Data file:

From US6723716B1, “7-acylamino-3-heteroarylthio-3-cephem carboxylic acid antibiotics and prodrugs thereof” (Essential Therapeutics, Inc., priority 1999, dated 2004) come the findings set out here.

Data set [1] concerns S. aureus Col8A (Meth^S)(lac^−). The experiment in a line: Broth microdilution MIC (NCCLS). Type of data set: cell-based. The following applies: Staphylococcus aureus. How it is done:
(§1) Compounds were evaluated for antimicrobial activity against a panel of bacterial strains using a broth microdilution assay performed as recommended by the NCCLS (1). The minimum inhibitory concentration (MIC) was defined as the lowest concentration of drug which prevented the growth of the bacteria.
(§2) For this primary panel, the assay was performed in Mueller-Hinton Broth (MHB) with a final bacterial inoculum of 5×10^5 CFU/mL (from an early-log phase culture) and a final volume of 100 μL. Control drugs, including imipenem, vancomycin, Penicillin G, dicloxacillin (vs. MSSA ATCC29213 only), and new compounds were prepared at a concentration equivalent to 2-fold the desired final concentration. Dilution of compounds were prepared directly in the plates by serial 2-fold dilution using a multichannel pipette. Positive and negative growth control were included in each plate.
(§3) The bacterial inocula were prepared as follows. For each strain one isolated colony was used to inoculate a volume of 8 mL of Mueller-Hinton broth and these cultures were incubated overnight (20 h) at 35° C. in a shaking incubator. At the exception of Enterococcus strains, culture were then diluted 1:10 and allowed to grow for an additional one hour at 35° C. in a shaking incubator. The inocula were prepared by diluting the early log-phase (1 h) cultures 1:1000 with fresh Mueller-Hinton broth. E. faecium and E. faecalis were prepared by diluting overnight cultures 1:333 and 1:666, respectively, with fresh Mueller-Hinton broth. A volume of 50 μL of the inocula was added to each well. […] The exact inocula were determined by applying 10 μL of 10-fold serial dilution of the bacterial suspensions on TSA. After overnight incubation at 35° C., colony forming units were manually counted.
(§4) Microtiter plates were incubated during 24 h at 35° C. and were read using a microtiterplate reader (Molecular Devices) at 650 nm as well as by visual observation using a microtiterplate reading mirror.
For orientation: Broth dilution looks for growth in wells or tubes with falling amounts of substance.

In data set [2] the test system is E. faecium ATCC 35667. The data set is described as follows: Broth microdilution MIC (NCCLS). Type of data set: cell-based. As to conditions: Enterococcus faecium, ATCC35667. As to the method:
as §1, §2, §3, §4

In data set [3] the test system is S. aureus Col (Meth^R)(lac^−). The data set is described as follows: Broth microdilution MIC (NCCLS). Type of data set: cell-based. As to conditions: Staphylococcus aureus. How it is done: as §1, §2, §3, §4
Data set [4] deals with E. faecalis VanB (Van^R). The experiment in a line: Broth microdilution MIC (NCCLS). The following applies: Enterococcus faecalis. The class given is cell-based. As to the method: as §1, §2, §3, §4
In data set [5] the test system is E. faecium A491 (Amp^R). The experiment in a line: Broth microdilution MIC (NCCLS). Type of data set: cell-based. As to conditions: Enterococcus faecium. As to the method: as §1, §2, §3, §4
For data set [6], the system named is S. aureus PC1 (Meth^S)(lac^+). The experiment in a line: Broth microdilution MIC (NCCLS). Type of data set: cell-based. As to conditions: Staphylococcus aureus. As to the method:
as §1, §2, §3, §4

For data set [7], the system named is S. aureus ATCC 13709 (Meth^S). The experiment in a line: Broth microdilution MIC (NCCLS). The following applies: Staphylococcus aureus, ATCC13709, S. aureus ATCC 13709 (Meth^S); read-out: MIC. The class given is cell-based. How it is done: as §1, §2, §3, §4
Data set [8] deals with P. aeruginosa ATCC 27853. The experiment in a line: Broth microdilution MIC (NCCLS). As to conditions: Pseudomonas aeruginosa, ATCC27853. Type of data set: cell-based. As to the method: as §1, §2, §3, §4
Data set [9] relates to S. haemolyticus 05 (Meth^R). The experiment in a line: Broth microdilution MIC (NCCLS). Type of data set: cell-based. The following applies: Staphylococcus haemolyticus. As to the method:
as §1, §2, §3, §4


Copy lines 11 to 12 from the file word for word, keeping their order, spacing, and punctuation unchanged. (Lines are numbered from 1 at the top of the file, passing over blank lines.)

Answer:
Data set [4] deals with E. faecalis VanB (Van^R). The experiment in a line: Broth microdilution MIC (NCCLS). The following applies: Enterococcus faecalis. The class given is cell-based. As to the method: as §1, §2, §3, §4
In data set [5] the test system is E. faecium A491 (Amp^R). The experiment in a line: Broth microdilution MIC (NCCLS). Type of data set: cell-based. As to conditions: Enterococcus faecium. As to the method: as §1, §2, §3, §4